The Oscars Revisited
Forgive me, but I can’t leave the Oscar telecast alone. First and foremost, the Oscars continue to lose an attachment with the general public by spending time on awards significant to the industry but meaningless to everyone else.
Like it or not, no one really cares who won the Oscars for “Best Makeup and Hair Styling”, “Best Sound Mixing” or “Best Production Design”, nor does anyone want to listen to acceptance speeches where everyone proceeds to thank their wife and children. Clearly, if these awards were simply deferred to the pre-telecast ceremony done off screen, closer attention could be paid to the major awards where viewers are not forced to stay awake till past midnight.
Furthermore, the Oscars made an incredible mistake years ago by excluding the “Jean Hersholt Humanitarian Award” during the telecast itself. For years we had the pleasure of watching aging performers like Cary Grant receive overdue Oscar recognition, and this year we were denied the benefit of listening to Harry Belafonte live and on stage.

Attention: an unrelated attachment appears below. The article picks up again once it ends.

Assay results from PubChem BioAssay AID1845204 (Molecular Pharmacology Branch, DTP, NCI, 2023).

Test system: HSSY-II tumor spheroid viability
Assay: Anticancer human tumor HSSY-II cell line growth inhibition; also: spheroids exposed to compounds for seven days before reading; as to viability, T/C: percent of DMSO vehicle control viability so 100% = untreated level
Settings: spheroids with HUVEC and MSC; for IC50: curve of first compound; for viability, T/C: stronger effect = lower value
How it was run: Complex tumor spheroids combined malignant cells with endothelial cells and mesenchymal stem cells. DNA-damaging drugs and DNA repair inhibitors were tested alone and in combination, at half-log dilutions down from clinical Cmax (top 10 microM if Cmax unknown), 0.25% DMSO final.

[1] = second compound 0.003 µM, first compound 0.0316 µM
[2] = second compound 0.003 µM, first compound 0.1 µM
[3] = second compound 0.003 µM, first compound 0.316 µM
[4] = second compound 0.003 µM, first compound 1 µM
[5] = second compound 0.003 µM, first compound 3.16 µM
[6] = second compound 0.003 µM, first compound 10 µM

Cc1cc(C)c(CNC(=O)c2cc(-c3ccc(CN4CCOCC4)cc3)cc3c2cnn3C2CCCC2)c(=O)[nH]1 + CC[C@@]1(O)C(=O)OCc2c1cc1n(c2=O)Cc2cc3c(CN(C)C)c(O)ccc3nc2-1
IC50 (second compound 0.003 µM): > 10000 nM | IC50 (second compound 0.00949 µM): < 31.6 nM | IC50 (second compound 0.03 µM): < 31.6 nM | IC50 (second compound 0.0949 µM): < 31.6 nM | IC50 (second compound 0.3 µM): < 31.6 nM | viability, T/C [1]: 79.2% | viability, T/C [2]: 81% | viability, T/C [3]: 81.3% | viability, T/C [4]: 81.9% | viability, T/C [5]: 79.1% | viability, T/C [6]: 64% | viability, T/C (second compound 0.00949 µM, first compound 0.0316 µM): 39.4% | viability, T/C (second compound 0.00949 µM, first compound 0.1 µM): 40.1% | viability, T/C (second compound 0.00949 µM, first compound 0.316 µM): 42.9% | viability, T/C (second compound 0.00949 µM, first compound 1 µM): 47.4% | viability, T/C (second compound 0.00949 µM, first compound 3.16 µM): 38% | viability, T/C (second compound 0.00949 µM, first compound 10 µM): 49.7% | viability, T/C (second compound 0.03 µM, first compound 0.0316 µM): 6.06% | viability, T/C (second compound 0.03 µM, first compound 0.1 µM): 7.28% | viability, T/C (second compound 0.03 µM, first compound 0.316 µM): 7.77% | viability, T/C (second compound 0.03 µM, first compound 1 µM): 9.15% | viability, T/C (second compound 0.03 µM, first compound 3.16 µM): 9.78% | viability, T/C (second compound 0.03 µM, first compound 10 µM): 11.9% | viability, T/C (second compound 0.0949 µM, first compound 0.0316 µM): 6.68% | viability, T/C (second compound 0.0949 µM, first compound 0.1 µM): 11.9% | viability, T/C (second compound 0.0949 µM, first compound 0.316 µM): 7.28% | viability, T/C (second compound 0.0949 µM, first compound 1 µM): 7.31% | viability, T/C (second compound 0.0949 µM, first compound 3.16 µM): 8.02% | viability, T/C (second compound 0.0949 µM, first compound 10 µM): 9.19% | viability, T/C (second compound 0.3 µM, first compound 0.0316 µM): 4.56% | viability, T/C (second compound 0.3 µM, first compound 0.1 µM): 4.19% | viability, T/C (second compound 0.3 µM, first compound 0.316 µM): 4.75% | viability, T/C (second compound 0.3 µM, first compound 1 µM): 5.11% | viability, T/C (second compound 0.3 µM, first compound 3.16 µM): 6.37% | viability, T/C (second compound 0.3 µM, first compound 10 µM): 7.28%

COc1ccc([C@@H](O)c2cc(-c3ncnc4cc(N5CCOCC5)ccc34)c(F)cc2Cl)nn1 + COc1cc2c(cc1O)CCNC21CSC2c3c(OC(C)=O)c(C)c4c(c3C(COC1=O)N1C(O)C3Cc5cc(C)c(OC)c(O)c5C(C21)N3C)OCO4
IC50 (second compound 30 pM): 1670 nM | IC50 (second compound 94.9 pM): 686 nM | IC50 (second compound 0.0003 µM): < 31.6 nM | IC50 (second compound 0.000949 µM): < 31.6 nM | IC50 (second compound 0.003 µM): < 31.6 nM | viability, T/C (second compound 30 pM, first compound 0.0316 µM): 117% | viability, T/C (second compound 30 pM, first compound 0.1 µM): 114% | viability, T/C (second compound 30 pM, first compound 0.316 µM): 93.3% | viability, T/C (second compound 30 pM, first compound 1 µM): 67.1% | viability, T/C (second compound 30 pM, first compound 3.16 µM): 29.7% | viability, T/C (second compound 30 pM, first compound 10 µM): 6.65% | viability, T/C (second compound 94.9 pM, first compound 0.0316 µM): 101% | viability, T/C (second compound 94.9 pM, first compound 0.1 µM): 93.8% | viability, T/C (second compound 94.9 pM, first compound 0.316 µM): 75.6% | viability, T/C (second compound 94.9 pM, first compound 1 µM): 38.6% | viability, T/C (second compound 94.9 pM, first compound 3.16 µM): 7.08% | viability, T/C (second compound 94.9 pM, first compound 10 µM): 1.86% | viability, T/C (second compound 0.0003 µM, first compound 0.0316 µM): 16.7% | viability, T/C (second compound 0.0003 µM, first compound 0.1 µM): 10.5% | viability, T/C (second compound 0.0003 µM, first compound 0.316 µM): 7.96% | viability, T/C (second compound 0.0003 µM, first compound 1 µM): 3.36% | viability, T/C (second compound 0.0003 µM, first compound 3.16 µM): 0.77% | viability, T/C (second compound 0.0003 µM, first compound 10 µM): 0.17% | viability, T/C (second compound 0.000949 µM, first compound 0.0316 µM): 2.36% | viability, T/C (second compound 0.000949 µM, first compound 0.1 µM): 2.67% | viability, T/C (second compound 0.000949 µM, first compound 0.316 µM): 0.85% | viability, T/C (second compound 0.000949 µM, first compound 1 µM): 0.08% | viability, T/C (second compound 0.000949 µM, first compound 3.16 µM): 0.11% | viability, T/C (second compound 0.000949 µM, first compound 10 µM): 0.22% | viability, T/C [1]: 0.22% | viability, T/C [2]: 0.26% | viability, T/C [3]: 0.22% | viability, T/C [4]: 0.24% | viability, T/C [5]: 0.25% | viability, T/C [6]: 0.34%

Yet as a criminal defense lawyer, I was appalled watching the Oscar ceremony when the widow of Chris Kyle, the focus of “American Sniper”, appeared on the red carpet. While this was happening, a veteran was on trial in Texas for killing her husband and this shameless promotion would have served to destroy any hope that veteran had of receiving a fair trial.
As I sat in front of the TV shaking my head, I was also reminded of the fact that some of the jurors in that trial admitted seeing Eastwood’s film. Given that the movie has resonated around the country with Kyle being painted as an American hero, how you can tell me that the jury set aside this emotional attachment and reached a fair verdict?
This defendant has now been convicted and sentenced to life in prison without parole. With many veterans suffering mental and emotional disorders, it is apparent that our Government’s standard on whether they are praised or imprisoned is determined by who they kill. That remains the tragedy lurking in the shadows of American Sniper.